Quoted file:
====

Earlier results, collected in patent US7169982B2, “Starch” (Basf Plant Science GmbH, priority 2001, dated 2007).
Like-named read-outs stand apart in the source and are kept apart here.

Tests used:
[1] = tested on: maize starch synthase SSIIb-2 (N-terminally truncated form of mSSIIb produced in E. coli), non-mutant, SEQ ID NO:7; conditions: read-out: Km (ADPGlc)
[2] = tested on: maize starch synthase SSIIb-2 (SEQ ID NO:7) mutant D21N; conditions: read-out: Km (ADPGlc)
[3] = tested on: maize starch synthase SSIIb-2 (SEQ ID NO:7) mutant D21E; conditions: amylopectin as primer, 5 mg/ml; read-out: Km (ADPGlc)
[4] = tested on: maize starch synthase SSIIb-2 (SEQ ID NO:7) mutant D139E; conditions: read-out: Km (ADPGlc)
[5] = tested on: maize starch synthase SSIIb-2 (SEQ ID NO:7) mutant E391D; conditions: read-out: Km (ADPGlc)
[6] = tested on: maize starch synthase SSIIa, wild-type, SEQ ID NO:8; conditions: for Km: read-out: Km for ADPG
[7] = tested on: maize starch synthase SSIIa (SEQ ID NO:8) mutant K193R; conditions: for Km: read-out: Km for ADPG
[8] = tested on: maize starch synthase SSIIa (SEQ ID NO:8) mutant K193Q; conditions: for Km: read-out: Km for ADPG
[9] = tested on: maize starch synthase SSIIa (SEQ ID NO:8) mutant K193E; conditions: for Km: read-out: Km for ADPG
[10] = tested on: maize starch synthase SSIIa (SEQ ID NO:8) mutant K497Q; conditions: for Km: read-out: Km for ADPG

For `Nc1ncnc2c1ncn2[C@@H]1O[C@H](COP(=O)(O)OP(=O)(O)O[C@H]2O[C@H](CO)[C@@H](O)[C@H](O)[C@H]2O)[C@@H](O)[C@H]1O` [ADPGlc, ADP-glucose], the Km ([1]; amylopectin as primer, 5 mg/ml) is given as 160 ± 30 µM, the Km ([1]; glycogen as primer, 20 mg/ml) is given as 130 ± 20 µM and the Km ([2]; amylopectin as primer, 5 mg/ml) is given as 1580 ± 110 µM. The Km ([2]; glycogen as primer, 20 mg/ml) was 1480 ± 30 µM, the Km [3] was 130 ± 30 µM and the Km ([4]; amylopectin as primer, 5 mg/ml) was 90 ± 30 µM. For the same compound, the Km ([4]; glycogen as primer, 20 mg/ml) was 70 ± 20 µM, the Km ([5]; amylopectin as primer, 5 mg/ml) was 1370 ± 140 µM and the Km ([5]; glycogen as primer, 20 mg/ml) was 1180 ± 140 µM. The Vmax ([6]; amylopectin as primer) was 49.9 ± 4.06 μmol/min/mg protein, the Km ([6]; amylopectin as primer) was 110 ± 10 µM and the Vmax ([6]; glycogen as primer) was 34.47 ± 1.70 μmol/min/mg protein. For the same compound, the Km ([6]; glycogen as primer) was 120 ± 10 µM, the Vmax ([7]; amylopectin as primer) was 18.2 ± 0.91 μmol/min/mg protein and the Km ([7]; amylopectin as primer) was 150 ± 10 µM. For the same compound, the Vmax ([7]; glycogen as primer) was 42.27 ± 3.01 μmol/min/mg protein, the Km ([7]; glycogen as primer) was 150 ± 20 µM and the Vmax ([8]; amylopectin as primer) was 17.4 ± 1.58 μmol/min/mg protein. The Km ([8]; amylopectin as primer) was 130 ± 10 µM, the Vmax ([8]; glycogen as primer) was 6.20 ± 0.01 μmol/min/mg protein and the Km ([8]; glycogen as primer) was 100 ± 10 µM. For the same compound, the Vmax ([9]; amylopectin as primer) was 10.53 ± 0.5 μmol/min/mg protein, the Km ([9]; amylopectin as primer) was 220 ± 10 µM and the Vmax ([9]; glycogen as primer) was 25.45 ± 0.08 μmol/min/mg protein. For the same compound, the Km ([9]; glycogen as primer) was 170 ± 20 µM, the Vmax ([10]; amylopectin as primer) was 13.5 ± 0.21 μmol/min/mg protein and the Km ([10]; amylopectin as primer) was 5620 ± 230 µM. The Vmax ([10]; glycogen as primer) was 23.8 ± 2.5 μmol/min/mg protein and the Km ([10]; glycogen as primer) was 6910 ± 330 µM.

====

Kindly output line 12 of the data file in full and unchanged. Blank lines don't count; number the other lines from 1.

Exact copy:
[9] = tested on: maize starch synthase SSIIa (SEQ ID NO:8) mutant K193E; conditions: for Km: read-out: Km for ADPG